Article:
Brad Phillips | EurekAlert!
Further information:
http://www.conservation.org/
http://www.biodiversityscience.org

More articles from Ecology, The Environment and Conservation:

nachricht Upcycling of PET Bottles: New Ideas for Resource Cycles in Germany
25.06.2018 | Fraunhofer-Institut für Betriebsfestigkeit und Systemzuverlässigkeit LBF

nachricht Dry landscapes can increase disease transmission
20.06.2018 | Forschungsverbund Berlin e.V.

All articles from Ecology, The Environment and Conservation >>>

The most recent press releases about innovation >>>

Die letzten 5 Focus-News des innovations-reports im Überblick:

Im Focus: First evidence on the source of extragalactic particles

For the first time ever, scientists have determined the cosmic origin of highest-energy neutrinos. A research group led by IceCube scientist Elisa Resconi, spokesperson of the Collaborative Research Center SFB1258 at the Technical University of Munich (TUM), provides an important piece of evidence that the particles detected by the IceCube neutrino telescope at the South Pole originate from a galaxy four billion light-years away from Earth.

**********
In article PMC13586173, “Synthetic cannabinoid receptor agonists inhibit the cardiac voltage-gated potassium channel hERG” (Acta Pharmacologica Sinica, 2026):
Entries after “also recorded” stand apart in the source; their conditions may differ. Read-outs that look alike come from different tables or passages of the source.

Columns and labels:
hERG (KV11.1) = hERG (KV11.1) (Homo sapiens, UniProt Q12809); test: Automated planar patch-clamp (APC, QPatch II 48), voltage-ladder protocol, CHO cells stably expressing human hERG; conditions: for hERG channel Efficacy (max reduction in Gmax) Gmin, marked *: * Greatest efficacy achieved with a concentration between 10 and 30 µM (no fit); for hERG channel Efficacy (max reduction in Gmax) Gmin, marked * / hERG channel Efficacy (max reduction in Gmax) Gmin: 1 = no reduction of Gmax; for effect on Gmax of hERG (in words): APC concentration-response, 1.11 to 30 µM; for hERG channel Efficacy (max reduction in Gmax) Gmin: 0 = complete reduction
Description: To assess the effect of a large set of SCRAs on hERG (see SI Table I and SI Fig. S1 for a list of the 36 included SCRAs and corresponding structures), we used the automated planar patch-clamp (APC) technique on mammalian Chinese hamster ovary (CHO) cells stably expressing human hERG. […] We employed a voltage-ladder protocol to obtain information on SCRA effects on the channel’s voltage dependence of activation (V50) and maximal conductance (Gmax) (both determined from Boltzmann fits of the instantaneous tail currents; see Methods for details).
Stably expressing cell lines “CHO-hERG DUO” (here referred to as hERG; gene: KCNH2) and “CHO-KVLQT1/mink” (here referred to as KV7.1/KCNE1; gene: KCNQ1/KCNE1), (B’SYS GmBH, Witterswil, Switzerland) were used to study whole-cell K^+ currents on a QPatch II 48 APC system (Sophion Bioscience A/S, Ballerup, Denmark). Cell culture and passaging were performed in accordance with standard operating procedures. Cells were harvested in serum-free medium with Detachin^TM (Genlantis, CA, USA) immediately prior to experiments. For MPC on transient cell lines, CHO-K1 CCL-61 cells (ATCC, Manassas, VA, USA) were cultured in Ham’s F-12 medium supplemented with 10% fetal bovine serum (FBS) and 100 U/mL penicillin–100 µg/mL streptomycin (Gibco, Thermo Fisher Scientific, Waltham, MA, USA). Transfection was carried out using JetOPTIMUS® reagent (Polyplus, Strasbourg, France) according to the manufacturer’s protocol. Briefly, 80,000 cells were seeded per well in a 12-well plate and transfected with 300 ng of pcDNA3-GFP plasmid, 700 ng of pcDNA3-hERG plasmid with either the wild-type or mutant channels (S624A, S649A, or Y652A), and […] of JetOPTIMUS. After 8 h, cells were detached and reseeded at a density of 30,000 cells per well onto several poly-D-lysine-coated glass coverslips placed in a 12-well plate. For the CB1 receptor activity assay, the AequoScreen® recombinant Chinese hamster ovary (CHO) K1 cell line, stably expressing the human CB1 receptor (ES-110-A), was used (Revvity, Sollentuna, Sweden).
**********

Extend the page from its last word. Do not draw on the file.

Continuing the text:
To rule out other origins with certainty, the team led by neutrino physicist Elisa Resconi from the Technical University of Munich and multi-wavelength...

Im Focus: Magnetic vortices: Two independent magnetic skyrmion phases discovered in a single material

For the first time a team of researchers have discovered two different phases of magnetic skyrmions in a single material. Physicists of the Technical Universities of Munich and Dresden and the University of Cologne can now better study and understand the properties of these magnetic structures, which are important for both basic research and applications.

Whirlpools are an everyday experience in a bath tub: When the water is drained a circular vortex is formed. Typically, such whirls are rather stable. Similar...

Im Focus: Breaking the bond: To take part or not?

Physicists working with Roland Wester at the University of Innsbruck have investigated if and how chemical reactions can be influenced by targeted vibrational excitation of the reactants. They were able to demonstrate that excitation with a laser beam does not affect the efficiency of a chemical exchange reaction and that the excited molecular group acts only as a spectator in the reaction.